Let’s get educational
WATERLOO, Iowa--The VGM Group already has a reputation for solid educational programming, but if Elizabeth Cole has anything to do with, it’s only going to get better. U.S. Rehab, a division of VGM, brought Cole on board in May as director of clinical rehab services. In her new role, Cole, a physical therapist, will add a clinical bent to VGM’s existing educational programming and help develop new programming, especially for rehab providers. Cole, who worked most recently for the consulting firm The Orion Group and wheelchair manufacturer Sunrise Medical, spoke with HME News in June about the rehab landscape, including national competitive bidding.
HME News: What’s the biggest educational need out there?
Elizabeth Cole: There are a lot of new providers coming into the market, like technicians looking to become RTSs, who need basic info. There used to be a lot of that around, but manufacturers have kind of whittled down their programs. Then there’s always a need for more advanced courses. Even seasoned professionals have to maintain CEUs. Developing those courses is always a challenge, because they’re the experts. There’s even a need for education for case managers. If they don’t understand the types of products and why they’re needed, that can be a problem. I want to get out there and talk to these different groups of people to find out what they need to become more knowledgeable-and profitable.
HME: With shrinking reimbursement, are providers spending money on education?
Cole: We’re trying to get education to them in a way that’s affordable and convenient. We’re looking to put more courses online because we know providers don’t have the time or money to travel. It’s a matter of figuring out where it’s important to do things in person and where we can do things online.
HME: You started off in this industry in 1985. How have you seen things change?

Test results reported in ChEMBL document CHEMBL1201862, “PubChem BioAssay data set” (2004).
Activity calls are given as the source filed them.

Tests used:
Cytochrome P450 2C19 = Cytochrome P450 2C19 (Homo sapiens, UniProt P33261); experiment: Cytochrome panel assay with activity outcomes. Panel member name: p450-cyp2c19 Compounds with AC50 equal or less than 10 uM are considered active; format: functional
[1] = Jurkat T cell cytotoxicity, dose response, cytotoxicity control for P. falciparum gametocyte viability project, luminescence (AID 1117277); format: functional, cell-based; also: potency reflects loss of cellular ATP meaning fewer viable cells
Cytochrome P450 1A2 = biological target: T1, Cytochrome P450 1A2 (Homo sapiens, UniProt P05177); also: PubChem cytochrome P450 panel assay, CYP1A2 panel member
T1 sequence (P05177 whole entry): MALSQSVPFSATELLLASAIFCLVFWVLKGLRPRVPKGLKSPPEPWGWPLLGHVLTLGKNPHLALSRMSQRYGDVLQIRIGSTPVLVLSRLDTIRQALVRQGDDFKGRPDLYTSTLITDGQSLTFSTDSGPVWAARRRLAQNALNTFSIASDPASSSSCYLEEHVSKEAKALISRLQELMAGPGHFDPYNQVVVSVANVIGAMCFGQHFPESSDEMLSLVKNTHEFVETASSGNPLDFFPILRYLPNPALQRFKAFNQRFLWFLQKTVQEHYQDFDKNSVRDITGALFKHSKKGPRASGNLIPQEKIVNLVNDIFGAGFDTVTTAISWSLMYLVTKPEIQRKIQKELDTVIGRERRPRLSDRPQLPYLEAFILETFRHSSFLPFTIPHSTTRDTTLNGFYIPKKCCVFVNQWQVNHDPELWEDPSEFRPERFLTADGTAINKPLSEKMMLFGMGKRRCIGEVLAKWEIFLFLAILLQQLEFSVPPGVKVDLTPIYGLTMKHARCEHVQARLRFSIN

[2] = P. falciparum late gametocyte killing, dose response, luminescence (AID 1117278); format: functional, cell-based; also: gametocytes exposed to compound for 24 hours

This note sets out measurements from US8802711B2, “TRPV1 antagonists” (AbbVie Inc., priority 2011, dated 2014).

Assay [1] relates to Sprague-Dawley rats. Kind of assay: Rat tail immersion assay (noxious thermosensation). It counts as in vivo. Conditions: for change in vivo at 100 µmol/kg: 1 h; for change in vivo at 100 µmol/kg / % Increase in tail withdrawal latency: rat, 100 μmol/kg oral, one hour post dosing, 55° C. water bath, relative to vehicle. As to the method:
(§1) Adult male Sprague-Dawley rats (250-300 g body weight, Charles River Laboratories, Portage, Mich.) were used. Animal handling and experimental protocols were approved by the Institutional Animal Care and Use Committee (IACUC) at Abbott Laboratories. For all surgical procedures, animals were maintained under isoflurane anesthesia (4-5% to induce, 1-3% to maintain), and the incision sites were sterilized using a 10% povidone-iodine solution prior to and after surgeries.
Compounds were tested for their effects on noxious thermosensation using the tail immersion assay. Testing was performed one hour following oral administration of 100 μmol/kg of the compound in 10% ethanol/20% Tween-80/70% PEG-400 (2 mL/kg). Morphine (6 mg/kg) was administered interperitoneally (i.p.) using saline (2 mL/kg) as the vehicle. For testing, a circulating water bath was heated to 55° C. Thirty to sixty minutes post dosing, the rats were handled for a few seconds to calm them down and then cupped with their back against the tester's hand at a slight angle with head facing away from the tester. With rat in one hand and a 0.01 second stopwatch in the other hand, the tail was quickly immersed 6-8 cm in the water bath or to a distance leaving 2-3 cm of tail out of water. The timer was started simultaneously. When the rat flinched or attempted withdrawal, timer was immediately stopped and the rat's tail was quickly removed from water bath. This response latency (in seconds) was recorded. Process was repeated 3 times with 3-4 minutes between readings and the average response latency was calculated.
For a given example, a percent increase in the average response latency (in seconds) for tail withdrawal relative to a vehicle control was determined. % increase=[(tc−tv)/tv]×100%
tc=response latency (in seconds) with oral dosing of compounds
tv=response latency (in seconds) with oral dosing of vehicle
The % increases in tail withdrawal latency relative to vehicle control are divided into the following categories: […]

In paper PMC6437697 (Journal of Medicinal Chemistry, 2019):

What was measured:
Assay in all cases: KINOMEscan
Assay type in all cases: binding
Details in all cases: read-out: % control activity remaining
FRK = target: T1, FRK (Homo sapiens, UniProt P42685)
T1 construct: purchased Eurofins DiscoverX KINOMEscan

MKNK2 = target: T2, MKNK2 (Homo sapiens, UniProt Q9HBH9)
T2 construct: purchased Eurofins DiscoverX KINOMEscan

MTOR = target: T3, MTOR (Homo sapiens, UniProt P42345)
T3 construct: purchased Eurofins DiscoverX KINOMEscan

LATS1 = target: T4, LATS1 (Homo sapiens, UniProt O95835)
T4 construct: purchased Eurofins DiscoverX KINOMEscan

Cole: One of the biggest changes has been technology. When I first started, it was easy. There were only a couple of different wheelchairs and basic electronics to choose from. There have been huge leaps in sophistication. The seating used to be plywood foam naugahyde; now it has shape and contours and it’s made of high-tech materials. There’s a huge difference in the level of assistance we can give people with disabilities. Unfortunately, there have also been big changes in reimbursement that, often, are at odds with technology.
HME: Is that providers’ biggest obstacle: reimbursement?
Cole: Again, when I first started, we were in the age of the golden commode and it was easier to get what people needed. Now Medicare coverage criteria has gotten tighter and documentation requirements have gotten stricter. Also, in the past few years, a lot of the Medicaid programs and private insurances started following Medicare, instead of doing their own thing. It used to be, if someone had Medicaid or private insurance, there were more possibilities, but not anymore.
HME: Is there anything providers can do about reimbursement?
Cole: One of the successes of the past few years has been the industry really coming together and saying, “We’re not going to take this anymore.” Every provider and clinician has a responsibility to be involved in industry lobbying efforts.
HME: What does the future hold for rehab?
Cole: It really depends on whether competitive bidding continues to include complex rehab. If it does, unfortunately, in many cases, it will mean patients getting equipment that’s not appropriate and providers, even contract providers, going out of business. You can have a contract provider and he can be a good provider, but if the bid’s so low that he can’t afford to provide quality equipment, it doesn’t matter. It will change the face of things.